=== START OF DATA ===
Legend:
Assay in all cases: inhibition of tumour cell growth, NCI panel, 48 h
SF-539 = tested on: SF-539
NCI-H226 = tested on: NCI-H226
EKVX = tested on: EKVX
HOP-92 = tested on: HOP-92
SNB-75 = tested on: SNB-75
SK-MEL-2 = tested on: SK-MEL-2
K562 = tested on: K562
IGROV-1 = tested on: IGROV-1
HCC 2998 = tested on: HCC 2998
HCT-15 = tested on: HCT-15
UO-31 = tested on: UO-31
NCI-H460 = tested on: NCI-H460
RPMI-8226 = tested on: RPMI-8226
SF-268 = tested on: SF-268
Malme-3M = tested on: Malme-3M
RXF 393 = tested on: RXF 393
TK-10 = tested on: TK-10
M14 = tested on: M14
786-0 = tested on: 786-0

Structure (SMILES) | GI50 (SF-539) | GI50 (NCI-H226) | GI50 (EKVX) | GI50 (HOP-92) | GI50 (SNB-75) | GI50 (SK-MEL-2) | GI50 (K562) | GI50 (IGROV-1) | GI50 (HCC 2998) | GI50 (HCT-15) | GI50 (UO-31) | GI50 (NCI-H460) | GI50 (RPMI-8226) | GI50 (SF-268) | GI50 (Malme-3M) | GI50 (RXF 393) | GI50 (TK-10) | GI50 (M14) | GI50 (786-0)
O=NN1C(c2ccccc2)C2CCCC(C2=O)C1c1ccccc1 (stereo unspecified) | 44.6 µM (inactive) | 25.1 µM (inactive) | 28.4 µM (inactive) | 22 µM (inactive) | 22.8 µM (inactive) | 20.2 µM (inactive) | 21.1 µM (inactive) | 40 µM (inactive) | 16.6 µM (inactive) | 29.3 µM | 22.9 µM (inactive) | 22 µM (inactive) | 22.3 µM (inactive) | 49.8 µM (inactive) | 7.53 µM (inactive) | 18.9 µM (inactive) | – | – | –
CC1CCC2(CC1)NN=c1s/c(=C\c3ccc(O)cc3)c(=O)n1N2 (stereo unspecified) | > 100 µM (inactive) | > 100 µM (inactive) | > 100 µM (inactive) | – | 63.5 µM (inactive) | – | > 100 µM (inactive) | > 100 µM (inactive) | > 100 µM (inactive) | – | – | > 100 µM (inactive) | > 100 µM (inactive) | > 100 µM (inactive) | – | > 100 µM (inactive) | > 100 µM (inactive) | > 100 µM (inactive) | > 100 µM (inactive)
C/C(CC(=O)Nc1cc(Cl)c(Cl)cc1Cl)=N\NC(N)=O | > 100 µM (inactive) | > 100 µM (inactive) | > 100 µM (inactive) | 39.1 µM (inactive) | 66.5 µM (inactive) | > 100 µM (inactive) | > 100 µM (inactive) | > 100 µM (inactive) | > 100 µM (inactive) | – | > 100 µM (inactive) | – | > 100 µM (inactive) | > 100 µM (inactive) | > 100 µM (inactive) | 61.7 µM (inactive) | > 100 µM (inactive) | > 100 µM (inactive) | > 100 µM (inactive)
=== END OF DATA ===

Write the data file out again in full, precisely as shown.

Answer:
Legend:
Assay in all cases: inhibition of tumour cell growth, NCI panel, 48 h
SF-539 = tested on: SF-539
NCI-H226 = tested on: NCI-H226
EKVX = tested on: EKVX
HOP-92 = tested on: HOP-92
SNB-75 = tested on: SNB-75
SK-MEL-2 = tested on: SK-MEL-2
K562 = tested on: K562
IGROV-1 = tested on: IGROV-1
HCC 2998 = tested on: HCC 2998
HCT-15 = tested on: HCT-15
UO-31 = tested on: UO-31
NCI-H460 = tested on: NCI-H460
RPMI-8226 = tested on: RPMI-8226
SF-268 = tested on: SF-268
Malme-3M = tested on: Malme-3M
RXF 393 = tested on: RXF 393
TK-10 = tested on: TK-10
M14 = tested on: M14
786-0 = tested on: 786-0

Structure (SMILES) | GI50 (SF-539) | GI50 (NCI-H226) | GI50 (EKVX) | GI50 (HOP-92) | GI50 (SNB-75) | GI50 (SK-MEL-2) | GI50 (K562) | GI50 (IGROV-1) | GI50 (HCC 2998) | GI50 (HCT-15) | GI50 (UO-31) | GI50 (NCI-H460) | GI50 (RPMI-8226) | GI50 (SF-268) | GI50 (Malme-3M) | GI50 (RXF 393) | GI50 (TK-10) | GI50 (M14) | GI50 (786-0)
O=NN1C(c2ccccc2)C2CCCC(C2=O)C1c1ccccc1 (stereo unspecified) | 44.6 µM (inactive) | 25.1 µM (inactive) | 28.4 µM (inactive) | 22 µM (inactive) | 22.8 µM (inactive) | 20.2 µM (inactive) | 21.1 µM (inactive) | 40 µM (inactive) | 16.6 µM (inactive) | 29.3 µM | 22.9 µM (inactive) | 22 µM (inactive) | 22.3 µM (inactive) | 49.8 µM (inactive) | 7.53 µM (inactive) | 18.9 µM (inactive) | – | – | –
CC1CCC2(CC1)NN=c1s/c(=C\c3ccc(O)cc3)c(=O)n1N2 (stereo unspecified) | > 100 µM (inactive) | > 100 µM (inactive) | > 100 µM (inactive) | – | 63.5 µM (inactive) | – | > 100 µM (inactive) | > 100 µM (inactive) | > 100 µM (inactive) | – | – | > 100 µM (inactive) | > 100 µM (inactive) | > 100 µM (inactive) | – | > 100 µM (inactive) | > 100 µM (inactive) | > 100 µM (inactive) | > 100 µM (inactive)
C/C(CC(=O)Nc1cc(Cl)c(Cl)cc1Cl)=N\NC(N)=O | > 100 µM (inactive) | > 100 µM (inactive) | > 100 µM (inactive) | 39.1 µM (inactive) | 66.5 µM (inactive) | > 100 µM (inactive) | > 100 µM (inactive) | > 100 µM (inactive) | > 100 µM (inactive) | – | > 100 µM (inactive) | – | > 100 µM (inactive) | > 100 µM (inactive) | > 100 µM (inactive) | 61.7 µM (inactive) | > 100 µM (inactive) | > 100 µM (inactive) | > 100 µM (inactive)